I've also family and acquaintances with various extremist positions and I know well they can be perfectly fine to converse with when we simply avoid a subject where we are too diametrically opposed, or when we do we just draw the line where we agree to disagree. I found benefits in not being too quick to drop judgement on someone because they judged me. If it was for ideological position, and if I did considered prejudices against me as insults, asking for apologies left and right, I also certainly wouldn't be in so good professional shape.

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Let's take this outside the topic of American politics as best we can, since this is not really about politics but about personal friendships. Besides, American politics are too hot to touch right now, especially by a Canadian like me. The core of the problem is the OP being excluded from the right of opinion by reason of not having been born an American. Jennifer, it seems, is unhappy having "foreigners" in "her" country. If--as I presume--the OP is an American citizen, this raises the question: How many thousands of years have Jennifer's ancestors lived on what is now American soil?

I ask because earlier in my life, through a volunteer agency, I worked with First Canadian Peoples. One of the concepts drilled during orientation was that: We (white European descendents) are all immigrants. At the time, it was hard for me to get my head around it, since my ancestors had lived on this continent for more than two hundred years. First Canadians and Native Americans, however, have lived here--not for mere centuries--but for thousands of years. Millennia. The rest of us are all immigrants. This may be something Jennifer needs to hear.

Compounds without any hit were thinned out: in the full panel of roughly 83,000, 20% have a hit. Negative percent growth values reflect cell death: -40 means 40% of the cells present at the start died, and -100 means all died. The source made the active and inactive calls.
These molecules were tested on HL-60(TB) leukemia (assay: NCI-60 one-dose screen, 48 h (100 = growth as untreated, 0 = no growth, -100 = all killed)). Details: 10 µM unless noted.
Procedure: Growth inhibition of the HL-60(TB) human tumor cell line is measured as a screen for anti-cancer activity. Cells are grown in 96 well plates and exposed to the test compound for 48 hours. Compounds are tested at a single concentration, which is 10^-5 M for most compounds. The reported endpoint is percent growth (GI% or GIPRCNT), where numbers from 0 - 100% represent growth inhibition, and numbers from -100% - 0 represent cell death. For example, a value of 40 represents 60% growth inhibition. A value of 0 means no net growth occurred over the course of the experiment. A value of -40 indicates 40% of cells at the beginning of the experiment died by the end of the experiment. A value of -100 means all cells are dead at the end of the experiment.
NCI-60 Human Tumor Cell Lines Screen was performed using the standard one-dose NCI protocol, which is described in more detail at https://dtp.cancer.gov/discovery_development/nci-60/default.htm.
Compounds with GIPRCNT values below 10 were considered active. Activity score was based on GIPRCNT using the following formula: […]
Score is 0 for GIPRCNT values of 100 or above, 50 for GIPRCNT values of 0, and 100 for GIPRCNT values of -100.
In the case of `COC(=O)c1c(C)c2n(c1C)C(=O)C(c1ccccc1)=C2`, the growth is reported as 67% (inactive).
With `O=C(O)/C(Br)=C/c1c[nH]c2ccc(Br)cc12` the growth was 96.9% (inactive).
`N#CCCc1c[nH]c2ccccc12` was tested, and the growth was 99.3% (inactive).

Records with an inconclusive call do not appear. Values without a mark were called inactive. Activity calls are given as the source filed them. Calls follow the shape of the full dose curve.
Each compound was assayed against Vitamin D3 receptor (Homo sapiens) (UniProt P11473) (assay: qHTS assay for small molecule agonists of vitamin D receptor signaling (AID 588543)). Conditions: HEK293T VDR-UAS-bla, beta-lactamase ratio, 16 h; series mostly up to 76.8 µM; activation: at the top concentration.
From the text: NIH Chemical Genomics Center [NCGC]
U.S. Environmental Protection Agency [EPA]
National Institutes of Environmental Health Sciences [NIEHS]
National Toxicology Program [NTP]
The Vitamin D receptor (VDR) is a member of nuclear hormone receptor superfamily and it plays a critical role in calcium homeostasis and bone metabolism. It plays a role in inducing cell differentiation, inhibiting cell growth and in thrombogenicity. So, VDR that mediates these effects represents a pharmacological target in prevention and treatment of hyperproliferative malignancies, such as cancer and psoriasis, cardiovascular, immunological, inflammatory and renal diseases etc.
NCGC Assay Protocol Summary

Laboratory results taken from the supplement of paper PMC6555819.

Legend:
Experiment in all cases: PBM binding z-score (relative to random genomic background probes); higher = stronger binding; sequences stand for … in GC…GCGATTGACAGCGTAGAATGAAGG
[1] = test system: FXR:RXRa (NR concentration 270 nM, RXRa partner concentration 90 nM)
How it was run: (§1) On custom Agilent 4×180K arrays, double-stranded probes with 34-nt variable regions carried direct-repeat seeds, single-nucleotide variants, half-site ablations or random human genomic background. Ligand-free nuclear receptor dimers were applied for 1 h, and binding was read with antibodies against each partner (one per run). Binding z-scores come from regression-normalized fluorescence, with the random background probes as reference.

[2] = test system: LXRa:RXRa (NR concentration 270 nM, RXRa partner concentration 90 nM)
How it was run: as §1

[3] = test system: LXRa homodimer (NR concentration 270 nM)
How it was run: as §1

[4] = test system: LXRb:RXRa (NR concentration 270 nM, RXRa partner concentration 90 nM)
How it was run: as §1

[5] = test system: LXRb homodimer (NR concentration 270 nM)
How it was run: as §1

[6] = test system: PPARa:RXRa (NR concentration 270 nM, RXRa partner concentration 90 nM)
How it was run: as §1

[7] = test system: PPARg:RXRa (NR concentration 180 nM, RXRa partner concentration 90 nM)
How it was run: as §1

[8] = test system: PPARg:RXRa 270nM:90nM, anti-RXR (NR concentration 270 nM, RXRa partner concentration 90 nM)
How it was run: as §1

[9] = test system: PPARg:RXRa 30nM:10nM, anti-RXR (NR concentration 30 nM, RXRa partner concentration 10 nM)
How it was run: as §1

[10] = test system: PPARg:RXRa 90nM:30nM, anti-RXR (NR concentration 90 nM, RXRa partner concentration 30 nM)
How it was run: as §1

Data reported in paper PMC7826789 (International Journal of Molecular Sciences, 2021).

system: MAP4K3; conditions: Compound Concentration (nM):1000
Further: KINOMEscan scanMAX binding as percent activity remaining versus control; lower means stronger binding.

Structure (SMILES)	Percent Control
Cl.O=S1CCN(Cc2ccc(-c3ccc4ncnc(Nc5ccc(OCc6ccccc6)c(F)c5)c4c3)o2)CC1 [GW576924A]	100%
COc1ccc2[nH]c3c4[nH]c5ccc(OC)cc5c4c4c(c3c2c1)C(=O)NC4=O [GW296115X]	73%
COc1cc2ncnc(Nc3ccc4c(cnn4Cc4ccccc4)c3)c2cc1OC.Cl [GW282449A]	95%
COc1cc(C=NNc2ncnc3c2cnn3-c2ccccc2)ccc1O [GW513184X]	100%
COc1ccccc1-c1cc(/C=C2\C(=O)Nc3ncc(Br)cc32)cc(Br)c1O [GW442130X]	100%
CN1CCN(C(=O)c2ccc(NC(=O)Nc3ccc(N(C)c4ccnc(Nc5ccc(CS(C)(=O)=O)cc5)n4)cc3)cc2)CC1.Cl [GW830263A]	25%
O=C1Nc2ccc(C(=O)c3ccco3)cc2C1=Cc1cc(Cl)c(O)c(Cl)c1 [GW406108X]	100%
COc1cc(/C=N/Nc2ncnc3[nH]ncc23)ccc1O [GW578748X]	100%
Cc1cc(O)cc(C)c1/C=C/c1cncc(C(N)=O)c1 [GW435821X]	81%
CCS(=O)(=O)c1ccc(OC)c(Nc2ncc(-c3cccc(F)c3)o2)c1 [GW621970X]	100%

So what if our ancestors invaded the continent four or five centuries ago and wiped out entire populations of Natives by whatever means possible, including biological warfare, we remain invaders and immigrants. We are not original peoples in America or Canada. If we look at what happened in other parts of the world, such as Germany and East European countries during the middle of the twentieth century, people who had lived there for centuries were also driven out or killed because their ancestors had not lived there forever. BASIC CONCEPT: Unless your roots are ancient, thousands of years old, you are a newcomer, an immigrant.

I assume the OP would have mentioned if Jennifer were a Native American. If she is not, she is an "immigrant" too. Perhaps this is an argument you can use to explain the validity of your input to the current political debate in the USA. Then again, perhaps it is too abstract. Or perhaps she is too stuck with her own way of thinking to consider another point of view. Some people are and there is no way to get through to them. Removing them from friend lists is the only way forward at times. But I understand your reason for wanting to try and retain the friendship.

The fact that she was able to participate in a very intellectual discussion, as you describe, suggests that she is capable of seeing the validity of the above argument. If she wants to. You seem to understand the need to approach her at a time when she is emotionally calm. I am thinking she is capable of seeing that, since you have gone through the entire process of becoming a citizen of the United States and swearing allegiance to its flag (I am not sure what is involved in becoming a citizen), you are entitled to an opinion regarding its politics and that she was out of line attacking you.

To summarize, you might try these methods of communicating to her that her attack on you was inappropriate and out of line:

  1. All of us are immigrants.
  2. You have a vested and legitimate interest in American politics after going through the entire process of becoming an American citizen.